Print Issue Volume 101 - Issue 5

Free Speech, Higher Education, and the PC Narrative

This Article reviews discussions in the press about campus political correctness (PC) and free speech during two periods of intense interest in the same. The first is the period from 1989–1995, when the term political correctness first came into popular use and as campus communities, politicians, and the public at large grappled with issues ranging from campus hate-speech codes to social taboos regarding race and gender. The second is the period from 2014–2016, when campus protests, and so-called PC concepts such as “trigger warnings” and “safe spaces” captured public attention.

This review reveals, among other things, tremendous imprecision throughout the public discourse. For example, many commentators decry political correctness as a threat to free speech but leave unclear whether, by political correctness, they mean campus speech codes, informal social pressures, or something else. Such imprecision impacts the quality of the debate considerably. Substantially different free speech implications are raised, for instance, by speech codes imposed by campus administrations than by trigger warnings that a professor voluntarily adopts in class. The tendency to elide these distinctions in public debate can have tangible consequences. For example, public anger over PC—particularly where PC is conflated with pervasive liberalism—can take the form of disgust with the very fact of student protests. In channeling such reactions and purporting to clamp down on PC in the name of free speech, politicians themselves can threaten academic freedom by interfering in university faculty governance.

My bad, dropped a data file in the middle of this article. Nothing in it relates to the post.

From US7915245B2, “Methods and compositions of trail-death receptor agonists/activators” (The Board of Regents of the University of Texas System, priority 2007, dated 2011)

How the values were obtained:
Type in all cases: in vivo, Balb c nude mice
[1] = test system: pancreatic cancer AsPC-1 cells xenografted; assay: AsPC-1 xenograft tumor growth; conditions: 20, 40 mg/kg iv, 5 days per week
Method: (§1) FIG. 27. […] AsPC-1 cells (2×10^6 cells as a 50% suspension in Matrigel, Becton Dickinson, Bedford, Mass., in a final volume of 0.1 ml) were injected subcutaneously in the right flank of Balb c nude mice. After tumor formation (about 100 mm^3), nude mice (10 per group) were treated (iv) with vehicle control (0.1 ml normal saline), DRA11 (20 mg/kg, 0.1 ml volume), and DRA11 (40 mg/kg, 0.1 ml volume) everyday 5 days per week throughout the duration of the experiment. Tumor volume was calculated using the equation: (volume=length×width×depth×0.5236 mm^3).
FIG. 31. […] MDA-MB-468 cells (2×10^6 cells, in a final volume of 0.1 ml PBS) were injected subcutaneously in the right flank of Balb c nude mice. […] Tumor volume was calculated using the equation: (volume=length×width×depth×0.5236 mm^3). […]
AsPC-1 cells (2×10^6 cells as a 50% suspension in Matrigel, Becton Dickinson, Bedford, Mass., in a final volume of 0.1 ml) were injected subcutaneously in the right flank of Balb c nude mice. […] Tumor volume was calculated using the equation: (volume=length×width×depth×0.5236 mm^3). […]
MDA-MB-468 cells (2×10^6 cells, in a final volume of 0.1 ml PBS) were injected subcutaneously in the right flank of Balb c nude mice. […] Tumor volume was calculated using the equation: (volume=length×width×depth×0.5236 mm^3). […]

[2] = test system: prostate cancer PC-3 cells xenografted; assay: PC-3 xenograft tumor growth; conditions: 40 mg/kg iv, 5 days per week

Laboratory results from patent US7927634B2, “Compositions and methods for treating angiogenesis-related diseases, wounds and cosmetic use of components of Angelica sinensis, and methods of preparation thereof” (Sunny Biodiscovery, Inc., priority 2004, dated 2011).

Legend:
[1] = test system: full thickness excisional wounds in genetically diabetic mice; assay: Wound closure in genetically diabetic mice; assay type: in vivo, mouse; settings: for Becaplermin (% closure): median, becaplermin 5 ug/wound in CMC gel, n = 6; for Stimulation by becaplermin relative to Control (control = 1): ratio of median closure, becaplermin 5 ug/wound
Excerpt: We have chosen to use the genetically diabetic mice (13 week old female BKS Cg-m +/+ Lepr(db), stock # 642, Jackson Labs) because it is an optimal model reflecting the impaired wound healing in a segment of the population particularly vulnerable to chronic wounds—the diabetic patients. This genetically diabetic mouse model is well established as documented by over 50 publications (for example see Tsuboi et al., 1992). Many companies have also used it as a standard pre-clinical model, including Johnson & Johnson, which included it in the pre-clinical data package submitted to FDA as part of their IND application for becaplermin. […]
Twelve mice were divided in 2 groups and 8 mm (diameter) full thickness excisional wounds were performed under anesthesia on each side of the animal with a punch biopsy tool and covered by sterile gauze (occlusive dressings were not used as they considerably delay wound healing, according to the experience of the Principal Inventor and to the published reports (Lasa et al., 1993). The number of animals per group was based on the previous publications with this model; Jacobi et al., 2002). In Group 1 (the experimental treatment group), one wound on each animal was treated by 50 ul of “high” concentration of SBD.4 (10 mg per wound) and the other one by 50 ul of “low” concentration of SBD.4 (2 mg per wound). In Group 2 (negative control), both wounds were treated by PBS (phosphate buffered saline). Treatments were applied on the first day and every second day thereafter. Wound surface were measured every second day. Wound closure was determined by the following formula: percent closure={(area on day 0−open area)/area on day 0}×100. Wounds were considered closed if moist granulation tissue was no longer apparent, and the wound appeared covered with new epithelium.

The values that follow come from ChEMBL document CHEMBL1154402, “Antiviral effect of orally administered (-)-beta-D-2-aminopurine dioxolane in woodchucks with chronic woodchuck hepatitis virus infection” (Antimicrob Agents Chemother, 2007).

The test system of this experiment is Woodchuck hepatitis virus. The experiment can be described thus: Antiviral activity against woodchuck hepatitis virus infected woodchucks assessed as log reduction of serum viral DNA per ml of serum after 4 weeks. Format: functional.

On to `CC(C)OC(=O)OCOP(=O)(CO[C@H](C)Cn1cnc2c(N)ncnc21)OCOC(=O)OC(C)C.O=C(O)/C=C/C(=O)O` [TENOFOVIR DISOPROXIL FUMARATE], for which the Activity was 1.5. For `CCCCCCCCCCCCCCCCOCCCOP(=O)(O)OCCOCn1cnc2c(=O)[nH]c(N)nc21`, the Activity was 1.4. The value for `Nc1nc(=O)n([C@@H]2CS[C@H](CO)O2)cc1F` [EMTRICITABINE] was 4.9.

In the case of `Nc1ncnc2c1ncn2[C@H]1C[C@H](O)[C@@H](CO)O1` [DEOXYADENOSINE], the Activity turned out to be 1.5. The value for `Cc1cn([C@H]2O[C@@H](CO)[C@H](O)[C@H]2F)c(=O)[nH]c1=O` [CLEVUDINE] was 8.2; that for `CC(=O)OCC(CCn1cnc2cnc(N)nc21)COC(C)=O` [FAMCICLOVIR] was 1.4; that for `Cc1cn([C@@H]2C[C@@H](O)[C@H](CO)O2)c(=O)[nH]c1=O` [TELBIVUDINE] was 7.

This Article was written mostly prior to the 2016 presidential election. The pre-election campaign, however, and the ubiquity of discourse about political correctness throughout it, feature prominently in the Article. More so, as this Article’s conclusion—written after the election—notes, post-election developments, including proposals to enhance state control of universities to fight political correctness, accentuate the discourse’s complexities and its high stakes.

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